Iowa delegates navigate mixed-control in Congress

With mixed control of Congress, Iowa’s all-Republican delegation still finds a way to work for Iowans.

Lauren White, Politics Reporter

WASHINGTON  — Despite increases in perceived political polarization across the country, Iowa’s six Congressional delegates are forced to engage in bipartisanship to pass legislation and navigate the slim margins in the U.S. House of Representatives and Senate.

The midterm elections flipped control of the U.S. House of Representatives, giving Iowans four representatives in the majority party. In the Senate, however, Iowa’s Republican Senators remained in the minority. Both sides are continuing to fight for Iowans.

Sen. Chuck Grassley said that representative democracy is intended to work through variations in party control. He said whether he is in the majority or minority, it’s important to keep in touch with Iowans.

“We get daily reports on the phone calls that come into my office. I get a daily report on the emails and the postal mails coming into my office … So you just live with what the situation is,” Grassley said. “But that mail is very important for keeping in touch with what your constituents are telling you and then the best way to do it.”

According to a March 10 statement from Grassley, the Senate had only passed six bills, as of March 28. All six of the bills were written by Republicans, and half were sponsored by Grassley.

Bipartisanship is extremely important in the Senate, Grassley said, because legislation that only follows party lines is less likely to pass. While in the House, the majority party can ignore the minority party as long as representatives vote along party lines, he said.

Grassley said one of the most beneficial pieces of bipartisan legislation is the farm bill. Every five years, Congress passes legislation that sets national agriculture, nutrition, conservation, and forestry policy — known as the farm bill.

Regardless of which party is in the majority, Grassley said, farm bills are overwhelmingly bipartisan because protections and resources for the 2 percent of Americans who grow the food for the remaining 98 percent of Americans are important.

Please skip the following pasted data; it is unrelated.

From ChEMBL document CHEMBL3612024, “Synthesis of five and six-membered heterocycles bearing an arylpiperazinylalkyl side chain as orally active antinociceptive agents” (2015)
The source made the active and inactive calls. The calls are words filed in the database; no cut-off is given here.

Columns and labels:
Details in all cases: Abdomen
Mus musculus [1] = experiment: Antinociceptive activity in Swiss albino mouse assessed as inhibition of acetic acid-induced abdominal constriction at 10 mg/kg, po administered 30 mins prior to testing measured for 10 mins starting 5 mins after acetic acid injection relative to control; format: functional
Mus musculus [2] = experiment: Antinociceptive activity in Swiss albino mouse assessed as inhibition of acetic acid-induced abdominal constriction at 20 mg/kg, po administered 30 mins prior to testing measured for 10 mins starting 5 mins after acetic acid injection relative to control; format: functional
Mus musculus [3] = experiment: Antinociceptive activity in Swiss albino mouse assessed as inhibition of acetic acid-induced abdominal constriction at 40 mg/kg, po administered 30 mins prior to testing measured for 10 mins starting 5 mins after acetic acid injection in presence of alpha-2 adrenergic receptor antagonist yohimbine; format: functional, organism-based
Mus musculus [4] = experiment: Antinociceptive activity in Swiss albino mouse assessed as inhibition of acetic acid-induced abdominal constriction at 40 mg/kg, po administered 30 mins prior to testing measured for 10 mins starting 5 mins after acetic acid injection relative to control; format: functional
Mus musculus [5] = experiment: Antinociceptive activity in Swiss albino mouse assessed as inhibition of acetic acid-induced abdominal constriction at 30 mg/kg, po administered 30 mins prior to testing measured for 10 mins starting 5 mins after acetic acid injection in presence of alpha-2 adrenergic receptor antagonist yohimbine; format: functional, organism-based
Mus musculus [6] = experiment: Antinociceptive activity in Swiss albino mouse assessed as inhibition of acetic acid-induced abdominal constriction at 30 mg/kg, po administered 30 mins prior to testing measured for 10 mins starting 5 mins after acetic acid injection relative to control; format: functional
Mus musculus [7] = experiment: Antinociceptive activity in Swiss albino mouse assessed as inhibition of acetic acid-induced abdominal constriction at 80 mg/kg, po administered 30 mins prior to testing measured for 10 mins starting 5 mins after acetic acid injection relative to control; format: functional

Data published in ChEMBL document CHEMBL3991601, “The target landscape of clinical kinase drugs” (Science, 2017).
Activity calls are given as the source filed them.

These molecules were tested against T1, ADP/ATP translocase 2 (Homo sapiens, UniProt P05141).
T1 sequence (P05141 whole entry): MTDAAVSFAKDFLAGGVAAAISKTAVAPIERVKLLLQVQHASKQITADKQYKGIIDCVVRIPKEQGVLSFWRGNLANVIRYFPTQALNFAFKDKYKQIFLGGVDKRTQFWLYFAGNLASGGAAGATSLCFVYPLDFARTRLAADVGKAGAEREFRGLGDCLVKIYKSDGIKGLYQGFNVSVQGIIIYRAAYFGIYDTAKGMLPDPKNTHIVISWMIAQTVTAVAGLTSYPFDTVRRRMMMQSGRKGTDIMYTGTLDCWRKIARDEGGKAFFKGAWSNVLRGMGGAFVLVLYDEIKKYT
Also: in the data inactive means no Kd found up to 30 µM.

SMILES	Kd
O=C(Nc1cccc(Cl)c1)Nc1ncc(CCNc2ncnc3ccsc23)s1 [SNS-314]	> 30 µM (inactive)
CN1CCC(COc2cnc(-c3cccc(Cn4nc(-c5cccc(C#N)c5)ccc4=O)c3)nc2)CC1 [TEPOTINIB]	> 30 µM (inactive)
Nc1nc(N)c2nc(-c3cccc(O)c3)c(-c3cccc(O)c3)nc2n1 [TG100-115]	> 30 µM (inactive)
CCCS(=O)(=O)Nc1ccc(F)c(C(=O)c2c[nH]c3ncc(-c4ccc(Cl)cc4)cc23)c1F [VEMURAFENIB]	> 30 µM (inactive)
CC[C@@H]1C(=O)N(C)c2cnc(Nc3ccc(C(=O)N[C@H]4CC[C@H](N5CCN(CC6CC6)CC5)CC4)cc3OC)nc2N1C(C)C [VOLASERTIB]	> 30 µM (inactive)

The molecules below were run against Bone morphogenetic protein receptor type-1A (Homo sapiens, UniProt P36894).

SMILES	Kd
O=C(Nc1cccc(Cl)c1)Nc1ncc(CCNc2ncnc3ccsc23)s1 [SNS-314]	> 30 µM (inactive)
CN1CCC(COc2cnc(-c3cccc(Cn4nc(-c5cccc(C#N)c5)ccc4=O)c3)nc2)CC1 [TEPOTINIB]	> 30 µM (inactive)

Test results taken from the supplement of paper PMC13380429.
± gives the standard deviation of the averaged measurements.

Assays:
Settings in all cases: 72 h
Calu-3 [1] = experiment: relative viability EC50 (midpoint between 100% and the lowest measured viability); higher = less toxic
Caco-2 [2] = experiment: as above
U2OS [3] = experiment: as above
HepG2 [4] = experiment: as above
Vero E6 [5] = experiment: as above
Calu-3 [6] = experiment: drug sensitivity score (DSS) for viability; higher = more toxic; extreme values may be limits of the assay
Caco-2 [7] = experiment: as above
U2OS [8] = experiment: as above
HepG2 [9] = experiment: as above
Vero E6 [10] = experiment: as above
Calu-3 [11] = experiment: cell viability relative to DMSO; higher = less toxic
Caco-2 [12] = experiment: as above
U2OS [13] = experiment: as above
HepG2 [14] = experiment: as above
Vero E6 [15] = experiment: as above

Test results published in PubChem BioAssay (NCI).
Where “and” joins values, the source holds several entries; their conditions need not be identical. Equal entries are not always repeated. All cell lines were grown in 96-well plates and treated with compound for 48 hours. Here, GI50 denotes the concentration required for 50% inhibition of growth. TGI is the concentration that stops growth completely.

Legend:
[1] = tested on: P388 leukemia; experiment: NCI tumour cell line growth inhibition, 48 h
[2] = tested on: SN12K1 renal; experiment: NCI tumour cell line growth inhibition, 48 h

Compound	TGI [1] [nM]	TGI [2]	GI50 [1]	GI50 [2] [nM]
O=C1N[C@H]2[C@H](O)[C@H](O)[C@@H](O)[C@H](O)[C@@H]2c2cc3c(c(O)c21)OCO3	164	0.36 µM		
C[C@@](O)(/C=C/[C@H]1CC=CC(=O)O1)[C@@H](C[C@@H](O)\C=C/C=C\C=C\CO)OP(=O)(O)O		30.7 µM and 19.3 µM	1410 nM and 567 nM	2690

“Pretty important part of the segment, but it doesn’t get much attention when you’re the 2 percent of the population,” Grassley said.

Sen. Joni Ernst emphasized the importance of the farm bill and how this piece of bipartisan legislation will benefit Iowans.

One of the greatest parts about working with the majority party, Ernst said, is being able to educate urban delegates about issues that rural Americans are interested in. Through committee work, both parties come together to voice constituents’ concerns.

“There are other partners that are willing to listen, like Cory Booker, who is from New Jersey. He is a Jersey guy who grew up in the city, but he’s on the Ag Committee.” Ernst said. “And so, when he wants to know about rural issues in Iowa, we have that avenue of serving on the committee together.”

Grassley has also co-sponsored a bill with Sen. Maria Cantwell, D-WA, that aims to address drug prices. The bill would ban deceptive unfair pricing schemes, prohibit arbitrary payments made to pharmacies, and require Pharmacy Benefit Managers to report to the Federal Trade Commission how much money they make through spread pricing and pharmacy fees.

Rep. Mariannette Miller-Meeks is a member of the Energy and Commerce Committee and is using her position on the committee as a member of the majority party to work for Iowans.